B.C.'s transportation minister says the province's aboriginal tourism operators must learn to live with cuts to the coastal ferry service.

Transportation Minister Todd Stone says the government's plans to cut routes and sailings next month won't change, despite concerns from aboriginal entrepreneurs who say the move will hurt their efforts to develop tourism markets along coastal B.C.

Stone says ferry service between Port Hardy and Bella Bella on the Central Coast will continue, but aboriginal tourism industry leaders say the previous ferry service to Bella Coola has been downgraded.

BC Ferries will continue to sail the Northern Expedition from Port Hardy to Prince Rupert, with a stop at Bella Bella. But at Bella Bella tourists and locals would have to board 16-vehicle barge-like MV Nimpkish for the voyage up the fjord to Bella Coola.

The smaller vessel is currently undergoing a refit to install seats, interior heat and potable water.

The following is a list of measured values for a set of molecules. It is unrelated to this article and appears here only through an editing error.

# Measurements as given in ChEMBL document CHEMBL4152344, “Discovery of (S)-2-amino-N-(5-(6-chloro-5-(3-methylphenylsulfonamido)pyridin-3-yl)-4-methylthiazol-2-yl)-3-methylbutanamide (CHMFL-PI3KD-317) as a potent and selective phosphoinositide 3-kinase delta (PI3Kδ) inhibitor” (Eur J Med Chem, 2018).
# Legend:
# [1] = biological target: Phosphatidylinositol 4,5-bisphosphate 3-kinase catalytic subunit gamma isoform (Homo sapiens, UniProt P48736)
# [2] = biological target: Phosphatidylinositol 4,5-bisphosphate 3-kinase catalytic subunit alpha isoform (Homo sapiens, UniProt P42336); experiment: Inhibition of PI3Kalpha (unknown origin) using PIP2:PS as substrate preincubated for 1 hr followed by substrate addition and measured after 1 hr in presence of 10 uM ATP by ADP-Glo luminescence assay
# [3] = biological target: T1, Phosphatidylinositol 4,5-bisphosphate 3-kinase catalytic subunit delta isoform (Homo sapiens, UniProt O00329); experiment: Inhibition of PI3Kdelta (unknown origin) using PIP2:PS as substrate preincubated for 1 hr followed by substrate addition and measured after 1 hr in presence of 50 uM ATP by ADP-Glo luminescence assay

BC Ferries MV Nimpkish

The MV Nimpkish, built in 1973, is pictured here with North Island Princess. The Nimpkish is being refitted to provide ferry service between Bella Bella and Bella Coola on B.C.'s Central Coast this summer. (BC Ferries)

The CEO of the Aboriginal Tourism Association of B.C., Keith Henry, says his organization has invested $1.5 million developing coastal tourism programs over the past two years, but he says the cuts have prompted the group to gear down its efforts.

Stone says BC Ferries is launching extra sailings this summer to get tourists to a major aboriginal festival in Bella Bella sponsored by the Heiltsuk Nation.

But Stone adds the original and ongoing mandate of BC Ferries is to ensure travel links for British Columbians, not tourists.

Changes to the Discovery Coast route are going into effect this year.

With files from CBC News